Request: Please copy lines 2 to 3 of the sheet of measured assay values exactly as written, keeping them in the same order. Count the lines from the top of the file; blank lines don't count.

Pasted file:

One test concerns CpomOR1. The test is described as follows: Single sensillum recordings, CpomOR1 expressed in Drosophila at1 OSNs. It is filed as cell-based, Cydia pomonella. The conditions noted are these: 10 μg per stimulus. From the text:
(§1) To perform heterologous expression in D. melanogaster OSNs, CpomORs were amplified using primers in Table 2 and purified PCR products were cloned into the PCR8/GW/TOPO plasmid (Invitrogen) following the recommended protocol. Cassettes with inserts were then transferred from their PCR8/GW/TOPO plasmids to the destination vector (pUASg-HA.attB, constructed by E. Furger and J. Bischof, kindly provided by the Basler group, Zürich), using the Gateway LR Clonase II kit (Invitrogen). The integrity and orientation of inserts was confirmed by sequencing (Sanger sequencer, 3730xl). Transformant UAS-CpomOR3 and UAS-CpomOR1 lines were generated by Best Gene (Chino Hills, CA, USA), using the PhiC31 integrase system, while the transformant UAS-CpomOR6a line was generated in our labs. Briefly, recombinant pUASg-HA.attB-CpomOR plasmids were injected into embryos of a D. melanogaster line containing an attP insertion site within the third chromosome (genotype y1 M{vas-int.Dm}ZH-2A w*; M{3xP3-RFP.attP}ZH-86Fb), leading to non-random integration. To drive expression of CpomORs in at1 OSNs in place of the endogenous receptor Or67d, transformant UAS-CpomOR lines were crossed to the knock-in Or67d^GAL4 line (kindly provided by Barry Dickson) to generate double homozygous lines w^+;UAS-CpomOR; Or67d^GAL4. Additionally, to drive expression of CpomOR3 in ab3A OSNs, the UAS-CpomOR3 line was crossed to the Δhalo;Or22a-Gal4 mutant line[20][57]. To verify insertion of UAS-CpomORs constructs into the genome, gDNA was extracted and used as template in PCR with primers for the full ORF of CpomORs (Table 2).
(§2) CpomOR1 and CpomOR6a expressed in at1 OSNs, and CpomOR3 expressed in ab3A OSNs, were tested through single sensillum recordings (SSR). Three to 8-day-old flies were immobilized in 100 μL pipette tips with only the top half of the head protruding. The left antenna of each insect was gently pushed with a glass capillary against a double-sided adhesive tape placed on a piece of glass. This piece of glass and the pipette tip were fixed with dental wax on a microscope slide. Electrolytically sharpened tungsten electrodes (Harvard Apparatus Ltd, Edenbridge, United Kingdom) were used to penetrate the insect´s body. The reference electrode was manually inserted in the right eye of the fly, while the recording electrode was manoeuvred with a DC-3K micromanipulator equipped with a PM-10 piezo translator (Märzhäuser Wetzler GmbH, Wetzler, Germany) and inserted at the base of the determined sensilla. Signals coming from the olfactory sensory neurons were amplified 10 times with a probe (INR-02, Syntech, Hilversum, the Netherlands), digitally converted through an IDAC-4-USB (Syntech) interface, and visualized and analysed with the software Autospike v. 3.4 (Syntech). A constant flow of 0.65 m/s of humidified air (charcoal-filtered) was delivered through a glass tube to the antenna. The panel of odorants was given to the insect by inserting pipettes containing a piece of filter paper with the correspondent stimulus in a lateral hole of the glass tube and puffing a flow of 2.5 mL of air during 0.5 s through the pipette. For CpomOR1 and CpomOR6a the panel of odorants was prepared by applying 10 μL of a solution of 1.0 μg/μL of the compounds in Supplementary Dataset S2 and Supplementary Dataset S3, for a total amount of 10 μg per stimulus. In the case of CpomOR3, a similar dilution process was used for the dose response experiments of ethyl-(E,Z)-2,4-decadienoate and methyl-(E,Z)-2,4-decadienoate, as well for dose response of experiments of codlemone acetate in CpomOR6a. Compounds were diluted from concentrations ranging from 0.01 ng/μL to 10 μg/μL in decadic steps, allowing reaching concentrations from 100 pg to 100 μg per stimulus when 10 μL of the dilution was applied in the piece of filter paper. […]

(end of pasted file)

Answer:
(§1) To perform heterologous expression in D. melanogaster OSNs, CpomORs were amplified using primers in Table 2 and purified PCR products were cloned into the PCR8/GW/TOPO plasmid (Invitrogen) following the recommended protocol. Cassettes with inserts were then transferred from their PCR8/GW/TOPO plasmids to the destination vector (pUASg-HA.attB, constructed by E. Furger and J. Bischof, kindly provided by the Basler group, Zürich), using the Gateway LR Clonase II kit (Invitrogen). The integrity and orientation of inserts was confirmed by sequencing (Sanger sequencer, 3730xl). Transformant UAS-CpomOR3 and UAS-CpomOR1 lines were generated by Best Gene (Chino Hills, CA, USA), using the PhiC31 integrase system, while the transformant UAS-CpomOR6a line was generated in our labs. Briefly, recombinant pUASg-HA.attB-CpomOR plasmids were injected into embryos of a D. melanogaster line containing an attP insertion site within the third chromosome (genotype y1 M{vas-int.Dm}ZH-2A w*; M{3xP3-RFP.attP}ZH-86Fb), leading to non-random integration. To drive expression of CpomORs in at1 OSNs in place of the endogenous receptor Or67d, transformant UAS-CpomOR lines were crossed to the knock-in Or67d^GAL4 line (kindly provided by Barry Dickson) to generate double homozygous lines w^+;UAS-CpomOR; Or67d^GAL4. Additionally, to drive expression of CpomOR3 in ab3A OSNs, the UAS-CpomOR3 line was crossed to the Δhalo;Or22a-Gal4 mutant line[20][57]. To verify insertion of UAS-CpomORs constructs into the genome, gDNA was extracted and used as template in PCR with primers for the full ORF of CpomORs (Table 2).
(§2) CpomOR1 and CpomOR6a expressed in at1 OSNs, and CpomOR3 expressed in ab3A OSNs, were tested through single sensillum recordings (SSR). Three to 8-day-old flies were immobilized in 100 μL pipette tips with only the top half of the head protruding. The left antenna of each insect was gently pushed with a glass capillary against a double-sided adhesive tape placed on a piece of glass. This piece of glass and the pipette tip were fixed with dental wax on a microscope slide. Electrolytically sharpened tungsten electrodes (Harvard Apparatus Ltd, Edenbridge, United Kingdom) were used to penetrate the insect´s body. The reference electrode was manually inserted in the right eye of the fly, while the recording electrode was manoeuvred with a DC-3K micromanipulator equipped with a PM-10 piezo translator (Märzhäuser Wetzler GmbH, Wetzler, Germany) and inserted at the base of the determined sensilla. Signals coming from the olfactory sensory neurons were amplified 10 times with a probe (INR-02, Syntech, Hilversum, the Netherlands), digitally converted through an IDAC-4-USB (Syntech) interface, and visualized and analysed with the software Autospike v. 3.4 (Syntech). A constant flow of 0.65 m/s of humidified air (charcoal-filtered) was delivered through a glass tube to the antenna. The panel of odorants was given to the insect by inserting pipettes containing a piece of filter paper with the correspondent stimulus in a lateral hole of the glass tube and puffing a flow of 2.5 mL of air during 0.5 s through the pipette. For CpomOR1 and CpomOR6a the panel of odorants was prepared by applying 10 μL of a solution of 1.0 μg/μL of the compounds in Supplementary Dataset S2 and Supplementary Dataset S3, for a total amount of 10 μg per stimulus. In the case of CpomOR3, a similar dilution process was used for the dose response experiments of ethyl-(E,Z)-2,4-decadienoate and methyl-(E,Z)-2,4-decadienoate, as well for dose response of experiments of codlemone acetate in CpomOR6a. Compounds were diluted from concentrations ranging from 0.01 ng/μL to 10 μg/μL in decadic steps, allowing reaching concentrations from 100 pg to 100 μg per stimulus when 10 μL of the dilution was applied in the piece of filter paper. […]